In these cases, the menopause can totally undermine a woman’s confidence. “Hot flushes can be very embarrassing and women feel very uncomfortable going over to a window trying to get air or not feeling fresh and clean at meetings,” says Henchion.

It must, however, be noted that according to the Women’s Health Council report, up to half of all women have only mild menopausal symptoms. For these women, maintaining a healthy diet and lifestyle will help alleviate symptoms much in the way it helps relieve mild menstrual problems.

More specifically, taking regular exercise (swimming, walking and yoga offer a balance of aerobic, weight bearing and stretching exercises) and eating a healthy diet (lower salt intake, at least five portions of fruit and vegetables each day and plenty of fibre and water) will also help reduce the risk of heart disease, stroke and osteoporosis which increases following the menopause.

The presence of oestrogen during women’s fertile years protects them from these conditions, but from the menopause onwards, a woman’s risk is the same as that for men.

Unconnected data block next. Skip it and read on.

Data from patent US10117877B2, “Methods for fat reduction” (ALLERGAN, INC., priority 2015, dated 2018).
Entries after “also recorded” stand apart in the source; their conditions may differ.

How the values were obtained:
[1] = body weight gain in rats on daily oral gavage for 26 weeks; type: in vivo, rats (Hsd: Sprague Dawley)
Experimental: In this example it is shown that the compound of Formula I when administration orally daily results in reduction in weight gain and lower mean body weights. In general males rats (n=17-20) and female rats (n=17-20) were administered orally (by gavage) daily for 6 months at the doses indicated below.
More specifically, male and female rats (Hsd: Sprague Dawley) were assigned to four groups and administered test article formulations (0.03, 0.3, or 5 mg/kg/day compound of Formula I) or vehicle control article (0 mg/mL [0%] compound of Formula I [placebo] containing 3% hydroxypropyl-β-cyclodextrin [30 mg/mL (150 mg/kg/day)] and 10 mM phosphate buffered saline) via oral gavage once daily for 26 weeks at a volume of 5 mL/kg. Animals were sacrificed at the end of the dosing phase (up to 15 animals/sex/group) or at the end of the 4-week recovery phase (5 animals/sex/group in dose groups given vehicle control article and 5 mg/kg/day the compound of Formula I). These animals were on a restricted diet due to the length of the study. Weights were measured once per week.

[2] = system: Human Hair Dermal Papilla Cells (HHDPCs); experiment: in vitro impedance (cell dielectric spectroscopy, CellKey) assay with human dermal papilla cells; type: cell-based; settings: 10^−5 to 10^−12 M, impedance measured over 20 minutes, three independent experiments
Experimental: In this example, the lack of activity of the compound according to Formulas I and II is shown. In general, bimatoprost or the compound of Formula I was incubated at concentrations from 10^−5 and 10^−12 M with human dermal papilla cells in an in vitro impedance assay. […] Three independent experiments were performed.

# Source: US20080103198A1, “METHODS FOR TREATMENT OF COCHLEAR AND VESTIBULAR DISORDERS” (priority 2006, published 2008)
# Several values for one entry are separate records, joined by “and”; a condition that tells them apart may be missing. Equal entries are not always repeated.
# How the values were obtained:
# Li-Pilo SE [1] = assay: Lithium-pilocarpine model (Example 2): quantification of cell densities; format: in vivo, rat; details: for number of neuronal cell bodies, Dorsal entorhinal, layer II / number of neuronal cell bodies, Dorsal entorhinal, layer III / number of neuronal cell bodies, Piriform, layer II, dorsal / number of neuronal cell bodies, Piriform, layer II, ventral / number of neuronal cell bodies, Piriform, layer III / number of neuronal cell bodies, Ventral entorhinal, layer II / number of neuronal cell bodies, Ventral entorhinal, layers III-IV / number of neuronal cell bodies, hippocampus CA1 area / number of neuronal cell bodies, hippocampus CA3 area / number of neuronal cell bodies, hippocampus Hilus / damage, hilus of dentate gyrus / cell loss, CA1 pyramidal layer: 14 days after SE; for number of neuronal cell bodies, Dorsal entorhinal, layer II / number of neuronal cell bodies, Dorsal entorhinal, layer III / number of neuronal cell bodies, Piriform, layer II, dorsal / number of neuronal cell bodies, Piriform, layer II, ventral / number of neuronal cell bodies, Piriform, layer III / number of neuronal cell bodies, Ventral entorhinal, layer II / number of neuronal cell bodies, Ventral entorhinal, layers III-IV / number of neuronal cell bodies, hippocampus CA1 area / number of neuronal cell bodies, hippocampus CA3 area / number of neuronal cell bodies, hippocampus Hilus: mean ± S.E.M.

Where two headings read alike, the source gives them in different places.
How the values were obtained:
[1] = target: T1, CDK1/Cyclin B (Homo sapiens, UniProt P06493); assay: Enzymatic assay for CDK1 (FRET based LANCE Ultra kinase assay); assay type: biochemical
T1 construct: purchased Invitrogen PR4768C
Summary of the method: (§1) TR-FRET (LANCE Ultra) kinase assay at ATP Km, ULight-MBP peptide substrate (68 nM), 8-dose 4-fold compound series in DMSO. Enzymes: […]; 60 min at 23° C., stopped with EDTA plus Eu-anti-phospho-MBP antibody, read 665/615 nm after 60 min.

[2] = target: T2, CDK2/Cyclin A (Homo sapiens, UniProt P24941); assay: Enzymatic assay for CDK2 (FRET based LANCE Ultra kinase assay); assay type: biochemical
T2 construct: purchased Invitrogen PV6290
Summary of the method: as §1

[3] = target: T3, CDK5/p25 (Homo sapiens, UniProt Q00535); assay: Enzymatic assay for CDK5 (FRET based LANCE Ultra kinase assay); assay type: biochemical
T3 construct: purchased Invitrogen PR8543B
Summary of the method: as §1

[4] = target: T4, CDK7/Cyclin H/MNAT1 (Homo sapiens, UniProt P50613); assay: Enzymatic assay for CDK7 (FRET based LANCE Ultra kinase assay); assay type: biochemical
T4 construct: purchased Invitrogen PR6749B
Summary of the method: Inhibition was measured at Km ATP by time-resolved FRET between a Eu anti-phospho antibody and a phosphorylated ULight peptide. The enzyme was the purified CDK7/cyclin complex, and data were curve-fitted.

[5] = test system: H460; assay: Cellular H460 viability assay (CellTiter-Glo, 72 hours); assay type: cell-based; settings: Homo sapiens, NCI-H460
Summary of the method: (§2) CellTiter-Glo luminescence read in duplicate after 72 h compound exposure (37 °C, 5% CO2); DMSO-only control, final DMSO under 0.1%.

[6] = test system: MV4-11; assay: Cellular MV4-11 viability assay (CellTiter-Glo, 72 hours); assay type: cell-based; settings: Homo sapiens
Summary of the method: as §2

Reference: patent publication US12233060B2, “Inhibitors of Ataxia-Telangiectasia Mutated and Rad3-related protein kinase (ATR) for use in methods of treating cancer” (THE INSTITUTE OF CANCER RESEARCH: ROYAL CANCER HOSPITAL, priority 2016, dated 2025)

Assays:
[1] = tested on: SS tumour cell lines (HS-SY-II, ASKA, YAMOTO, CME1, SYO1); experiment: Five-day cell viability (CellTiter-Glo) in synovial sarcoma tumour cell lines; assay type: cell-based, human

The good news is that many women openly admit that they look after their health better after the menopause. Many also feel more self-confident and relaxed.


FOR ME, going through menopause was a profoundly destabilising experience. It wasn’t the irregular periods that bothered me. I felt like some alien force had taken over both my body and my mind.

The process started when I was 43. I began getting hot flushes. I had imagined this would mean I would just feel a bit pink and sweaty, but nothing could have prepared me for the sensations I encountered.

It was as though a runaway electric current was pulsing through my veins, buzzing up my back and through my arms. I was full of this sense of burning energy, but one that I couldn’t control, and that was frightening.

I work as a teacher, and I swear the children could feel the heat radiating off me! Several times, I had to leave the classroom.

I took to bringing one of those little battery-operated fans with me, so I could stand in the corridor, lift my shirt and try to cool my body down, hoping that no one would come along and see me. Afterwards, I would feel really weak and floppy, just totally drained.

Actually, secrecy was a big part of my experience of menopause. Now that it’s over, it seems odd to me that I didn’t talk about this with my husband and family.